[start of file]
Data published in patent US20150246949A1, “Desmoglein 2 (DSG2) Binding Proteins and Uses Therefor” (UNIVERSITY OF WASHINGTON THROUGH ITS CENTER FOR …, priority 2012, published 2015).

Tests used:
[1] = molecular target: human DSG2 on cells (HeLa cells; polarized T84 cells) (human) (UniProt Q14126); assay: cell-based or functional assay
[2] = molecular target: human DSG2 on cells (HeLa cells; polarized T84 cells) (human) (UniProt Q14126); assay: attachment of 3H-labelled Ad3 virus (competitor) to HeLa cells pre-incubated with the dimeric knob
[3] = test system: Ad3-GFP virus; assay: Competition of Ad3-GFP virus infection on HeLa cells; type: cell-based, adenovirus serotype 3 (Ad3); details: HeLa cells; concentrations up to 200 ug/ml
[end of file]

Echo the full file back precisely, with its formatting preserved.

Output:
Data published in patent US20150246949A1, “Desmoglein 2 (DSG2) Binding Proteins and Uses Therefor” (UNIVERSITY OF WASHINGTON THROUGH ITS CENTER FOR …, priority 2012, published 2015).

Tests used:
[1] = molecular target: human DSG2 on cells (HeLa cells; polarized T84 cells) (human) (UniProt Q14126); assay: cell-based or functional assay
[2] = molecular target: human DSG2 on cells (HeLa cells; polarized T84 cells) (human) (UniProt Q14126); assay: attachment of 3H-labelled Ad3 virus (competitor) to HeLa cells pre-incubated with the dimeric knob
[3] = test system: Ad3-GFP virus; assay: Competition of Ad3-GFP virus infection on HeLa cells; type: cell-based, adenovirus serotype 3 (Ad3); details: HeLa cells; concentrations up to 200 ug/ml